Golf has been played for centuries, and is played by 55 million people, in 206 countries worldwide. A little known fact is that a study from Sweden showed that the average golfer lives 5 years longer than those that don’t play, regardless of age, gender, and earnings.
But while conditions in Scotland were tough for professionals at the Old Course in St Andrew’s leading to the British Open finishing a day late, they were positively clement compared to what awaited us in Mongolia. The Genghis Khan Country Club is elaborately named, and hosts one of 4 golf courses in Mongolia. However it was not golf as we know it, with temperatures dipping to -40, where celcius and farenheight meet and the greens were completely frozen just as we hoped.
After a few rapid practice swings, with the Terelj Gorge and the Khenti mountains as a backdrop we set off to play. Standard equipment would not work in these conditions, so we were grateful to Titleist for the bright yellow golf balls, and winter beanies, and to Footjoy for their winter gloves. These have now been tested in the coldest conditions and helped us enormously. Nevertheless preferred lies were in operation as the balls frequently lodged in the snow, and the ball travelled a shorter distance possibly due to the extreme sub-zero temperatures. A new form of golf has emerged called speedgolf- a combination of golf and playing as quickly as possible, which is pretty much what we did to counter the conditions.
Paul Dunstan, an associate championship director with the European Tour golf played the best round of the day, including chipping in off a TV camera, taking the crown from David Scott who had come out on top at Wild Golf Namibia, where golf was played in temperatures of +40 degrees, in the world’s largest bunker, the Namib desert. Future events are tentatively planned for the Himalaya, and the Salt flats of Bolivia.
There is starting to be a bit of press interest in the trip to Outer Mongolia. Here is a little info, in case it is helpful. Currently at the airport, it should be a cracker!
With average temperatures of -40 Celsius, and the lowest density of human habitation on earth, Mongolia in winter is widely considered one of the most beautiful, yet savage places on earth. Perhaps it is unsurprising that few have attempted any serious endurance challenges there in winter, but January 2016 will see a band of hardy British adventurers attempt the inaugural Genghis Khan Ice Marathon, run not on land, but along the frozen Tuul gol river, an area heavily populated with wolves, with the route patrolled by teams of huskies to ensure their safety.
These challenges have been set by expedition leader David Scott of Sandbaggers (www.sand-baggers.com) , a veteran of over 20 trips to Mongolia, and Dr Andrew Murray.
Scott, 42, from Glasgow, who is also Mongolian Honorary Consul for Scotland:
“Effort alone will not be enough. Competitors will need to prepare themselves thoroughly for the frigid conditions, have the necessary quality clothing, and need a fair slice of luck, particularly with the weather. We have several teams of huskies to resupply runners, and ensure interactions with the local wildlife are safe. And although there is a chance of failure, this is an area of extreme beauty, of vast skies, unique culture, and a rich history. It is also an opportunity for a world first. The runners are no strangers to extreme endurance, and they come from all corners of the globe.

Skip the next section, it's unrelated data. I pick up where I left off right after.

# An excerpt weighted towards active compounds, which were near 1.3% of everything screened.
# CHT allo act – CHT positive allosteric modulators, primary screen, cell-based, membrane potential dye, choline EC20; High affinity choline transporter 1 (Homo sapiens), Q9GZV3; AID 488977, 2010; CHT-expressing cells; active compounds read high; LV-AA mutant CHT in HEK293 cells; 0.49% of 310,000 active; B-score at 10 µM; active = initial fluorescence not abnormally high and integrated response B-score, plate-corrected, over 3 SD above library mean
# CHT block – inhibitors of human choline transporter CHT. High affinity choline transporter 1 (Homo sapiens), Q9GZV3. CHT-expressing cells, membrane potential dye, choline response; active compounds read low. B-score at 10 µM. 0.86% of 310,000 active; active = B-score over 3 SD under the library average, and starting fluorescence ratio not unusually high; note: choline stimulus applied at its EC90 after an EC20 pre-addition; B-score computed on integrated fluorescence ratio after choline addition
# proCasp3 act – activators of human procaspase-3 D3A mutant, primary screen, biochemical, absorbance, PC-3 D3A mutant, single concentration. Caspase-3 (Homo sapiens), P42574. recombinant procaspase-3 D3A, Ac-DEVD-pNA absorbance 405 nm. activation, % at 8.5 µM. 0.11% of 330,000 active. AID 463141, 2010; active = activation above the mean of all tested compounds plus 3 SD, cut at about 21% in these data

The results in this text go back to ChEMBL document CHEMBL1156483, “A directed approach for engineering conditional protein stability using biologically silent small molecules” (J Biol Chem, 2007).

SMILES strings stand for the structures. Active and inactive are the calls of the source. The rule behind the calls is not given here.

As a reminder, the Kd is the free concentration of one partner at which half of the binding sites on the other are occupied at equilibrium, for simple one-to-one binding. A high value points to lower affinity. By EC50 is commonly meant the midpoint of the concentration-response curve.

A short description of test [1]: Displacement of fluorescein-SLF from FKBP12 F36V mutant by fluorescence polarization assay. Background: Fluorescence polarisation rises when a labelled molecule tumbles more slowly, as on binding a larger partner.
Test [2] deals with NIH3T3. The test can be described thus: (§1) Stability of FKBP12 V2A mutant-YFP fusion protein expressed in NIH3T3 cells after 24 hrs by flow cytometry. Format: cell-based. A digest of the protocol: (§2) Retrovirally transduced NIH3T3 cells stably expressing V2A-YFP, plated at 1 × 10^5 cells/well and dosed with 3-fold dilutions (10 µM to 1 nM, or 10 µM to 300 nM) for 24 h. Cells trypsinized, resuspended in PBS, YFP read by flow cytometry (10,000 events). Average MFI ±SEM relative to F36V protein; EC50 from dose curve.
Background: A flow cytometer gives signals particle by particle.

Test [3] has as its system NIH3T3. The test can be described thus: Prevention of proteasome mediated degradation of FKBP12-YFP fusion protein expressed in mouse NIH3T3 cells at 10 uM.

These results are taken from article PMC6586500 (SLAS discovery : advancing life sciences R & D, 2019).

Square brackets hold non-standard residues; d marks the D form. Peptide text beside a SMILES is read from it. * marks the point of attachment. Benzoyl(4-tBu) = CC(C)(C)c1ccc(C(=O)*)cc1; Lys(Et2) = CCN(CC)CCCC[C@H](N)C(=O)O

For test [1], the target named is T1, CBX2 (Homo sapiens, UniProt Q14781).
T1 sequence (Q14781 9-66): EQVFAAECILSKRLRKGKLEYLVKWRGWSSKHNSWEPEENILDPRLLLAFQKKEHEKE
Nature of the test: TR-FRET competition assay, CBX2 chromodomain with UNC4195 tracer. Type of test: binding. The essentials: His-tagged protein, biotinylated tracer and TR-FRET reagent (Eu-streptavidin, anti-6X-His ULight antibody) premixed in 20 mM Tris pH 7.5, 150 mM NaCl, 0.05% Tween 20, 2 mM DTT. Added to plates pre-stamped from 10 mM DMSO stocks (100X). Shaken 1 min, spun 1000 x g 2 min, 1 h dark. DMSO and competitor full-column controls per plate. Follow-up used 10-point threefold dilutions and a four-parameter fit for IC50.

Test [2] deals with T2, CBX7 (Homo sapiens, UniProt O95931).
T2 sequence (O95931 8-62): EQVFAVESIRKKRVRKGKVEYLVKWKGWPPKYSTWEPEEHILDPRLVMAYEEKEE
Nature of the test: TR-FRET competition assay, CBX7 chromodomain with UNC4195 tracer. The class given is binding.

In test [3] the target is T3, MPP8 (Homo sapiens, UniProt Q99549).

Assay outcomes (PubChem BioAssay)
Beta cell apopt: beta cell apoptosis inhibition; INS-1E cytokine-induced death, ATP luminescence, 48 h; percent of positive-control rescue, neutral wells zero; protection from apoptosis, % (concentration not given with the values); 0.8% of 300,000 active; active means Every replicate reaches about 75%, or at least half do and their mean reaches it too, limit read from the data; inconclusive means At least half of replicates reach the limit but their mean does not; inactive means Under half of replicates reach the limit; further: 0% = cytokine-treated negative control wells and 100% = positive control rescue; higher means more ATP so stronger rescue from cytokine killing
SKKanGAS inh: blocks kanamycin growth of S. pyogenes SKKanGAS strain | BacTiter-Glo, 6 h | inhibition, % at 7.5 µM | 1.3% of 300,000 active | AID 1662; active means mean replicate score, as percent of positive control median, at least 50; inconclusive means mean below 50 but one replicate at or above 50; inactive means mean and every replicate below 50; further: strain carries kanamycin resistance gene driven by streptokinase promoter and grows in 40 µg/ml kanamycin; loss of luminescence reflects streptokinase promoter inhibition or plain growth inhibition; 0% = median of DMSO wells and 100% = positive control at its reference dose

It’s a real privilege to be involved in furthering relations between Mongolia and Scotland. This is the latest in a series of sporting and cultural events and I’m particularly honoured to be attending the 5th Ulan Bator Burns supper with such illustrious company, in advance of the event itself.’
Murray, 35 from Edinburgh, who works as a Sports and Exercise Doctor with University of Edinburgh and is a Merrell brand ambassador added
“It is human nature to test yourself, and try and test your own body’s limits. I can’t say that my support crew has ever been a pack of huskies before, but I’ll be giving it everything I have to get to the finish and avoid frostbite and hypothermia. Conditions are expected to be -35 to minus 40, but it is likely to feel a little colder with the wind chill. But all those hours training up in the Scottish hills in winter whilst everyone else is enjoying their Christmas festivities will be worth it. Everyone will look to do well, but the principle objective is to finish, and have a full complement of fingers and toes to go home with- Dave Scott is the best in the business and will give us every chance.
Outer Mongolia is beyond spectacular. Where else could you run down an ice river in an area so steeped in history, with the prospect of a Burns supper, complete with a pipe band to look forward to when we arrive in Ulan Bator. In this endeavour, many of us are looking to promote the value of regular exercise for health. Even walking 30 minutes 5 times per week, makes you on average happier, and helps you live 7 years longer than couch potatoes.”
Shona Thomson, who has run marathons on all seven continents and the North Pole, is heading up the fundraising for RDA. Shona, who is sponsored by Ellis Brigham Mountain Sports, said,
“It’s incredible to be involved in this expedition and I’m looking forward to meeting old and new friends. I’ve got several objectives for the trip. Primarily, I want to raise a lot of funding for Riding for the Disabled (RDA) and the Scottish Association of Mental Health (SAMH). In addition to running the marathon, I’ll also be riding a Mongolian pony to help raise awareness of RDA. I’ve not ridden for years so I’m hoping that at a minimum the pony has been broken in!
I’m also looking forward to experiencing a new culture and visiting a country I might never have otherwise got to see. It’ll be wonderful to see the beautiful landscapes on the marathon course.